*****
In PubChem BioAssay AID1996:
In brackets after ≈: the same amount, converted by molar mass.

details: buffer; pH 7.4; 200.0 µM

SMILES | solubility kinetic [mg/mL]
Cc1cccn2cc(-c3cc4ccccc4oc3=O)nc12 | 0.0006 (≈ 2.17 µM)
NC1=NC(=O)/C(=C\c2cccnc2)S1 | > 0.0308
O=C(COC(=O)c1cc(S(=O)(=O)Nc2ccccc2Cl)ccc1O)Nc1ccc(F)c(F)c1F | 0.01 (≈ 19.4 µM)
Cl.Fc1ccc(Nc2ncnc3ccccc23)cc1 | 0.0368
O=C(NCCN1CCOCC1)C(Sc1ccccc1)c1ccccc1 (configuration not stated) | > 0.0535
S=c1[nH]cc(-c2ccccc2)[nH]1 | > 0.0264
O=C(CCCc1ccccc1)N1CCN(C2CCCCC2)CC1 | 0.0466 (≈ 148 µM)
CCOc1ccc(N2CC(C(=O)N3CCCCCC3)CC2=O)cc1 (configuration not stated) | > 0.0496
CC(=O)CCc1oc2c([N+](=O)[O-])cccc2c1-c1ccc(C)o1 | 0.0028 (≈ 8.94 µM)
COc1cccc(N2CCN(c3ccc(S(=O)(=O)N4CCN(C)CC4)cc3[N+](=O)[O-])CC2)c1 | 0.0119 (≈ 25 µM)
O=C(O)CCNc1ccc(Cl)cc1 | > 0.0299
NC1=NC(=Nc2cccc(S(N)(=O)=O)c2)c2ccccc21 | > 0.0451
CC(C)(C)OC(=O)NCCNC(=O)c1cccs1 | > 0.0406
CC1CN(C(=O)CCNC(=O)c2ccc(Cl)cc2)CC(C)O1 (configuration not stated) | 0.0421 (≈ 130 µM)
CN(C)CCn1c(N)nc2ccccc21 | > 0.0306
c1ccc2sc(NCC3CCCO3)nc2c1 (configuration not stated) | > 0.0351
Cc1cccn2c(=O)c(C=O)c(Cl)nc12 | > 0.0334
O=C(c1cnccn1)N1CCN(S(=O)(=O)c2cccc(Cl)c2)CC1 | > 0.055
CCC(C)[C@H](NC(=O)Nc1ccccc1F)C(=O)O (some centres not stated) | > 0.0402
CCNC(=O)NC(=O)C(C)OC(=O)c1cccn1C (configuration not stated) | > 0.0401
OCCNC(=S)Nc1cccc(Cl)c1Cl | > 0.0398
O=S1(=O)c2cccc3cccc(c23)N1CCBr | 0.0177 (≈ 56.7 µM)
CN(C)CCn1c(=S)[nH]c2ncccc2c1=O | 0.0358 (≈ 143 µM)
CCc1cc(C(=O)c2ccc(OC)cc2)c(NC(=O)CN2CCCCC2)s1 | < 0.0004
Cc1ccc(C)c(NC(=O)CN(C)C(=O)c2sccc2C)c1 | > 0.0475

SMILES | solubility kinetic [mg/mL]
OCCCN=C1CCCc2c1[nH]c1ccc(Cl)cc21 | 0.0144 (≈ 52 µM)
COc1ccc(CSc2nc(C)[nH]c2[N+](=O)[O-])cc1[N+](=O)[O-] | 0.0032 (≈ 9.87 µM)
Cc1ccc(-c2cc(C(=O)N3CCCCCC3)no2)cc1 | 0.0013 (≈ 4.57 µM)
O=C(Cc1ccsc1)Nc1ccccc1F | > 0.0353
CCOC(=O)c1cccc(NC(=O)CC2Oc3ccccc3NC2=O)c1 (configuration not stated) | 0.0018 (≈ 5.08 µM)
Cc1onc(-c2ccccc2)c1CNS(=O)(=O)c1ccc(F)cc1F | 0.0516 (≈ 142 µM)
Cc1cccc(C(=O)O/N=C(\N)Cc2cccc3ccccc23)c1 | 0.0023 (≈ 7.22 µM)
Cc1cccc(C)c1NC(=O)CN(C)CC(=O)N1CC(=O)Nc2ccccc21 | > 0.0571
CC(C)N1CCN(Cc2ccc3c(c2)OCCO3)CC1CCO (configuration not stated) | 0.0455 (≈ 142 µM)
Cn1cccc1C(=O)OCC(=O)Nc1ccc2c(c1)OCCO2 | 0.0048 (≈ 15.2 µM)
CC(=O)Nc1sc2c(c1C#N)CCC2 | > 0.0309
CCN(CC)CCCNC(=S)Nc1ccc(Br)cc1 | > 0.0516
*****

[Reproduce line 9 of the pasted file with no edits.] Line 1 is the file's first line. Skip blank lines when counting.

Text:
O=C(NCCN1CCOCC1)C(Sc1ccccc1)c1ccccc1 (configuration not stated) | > 0.0535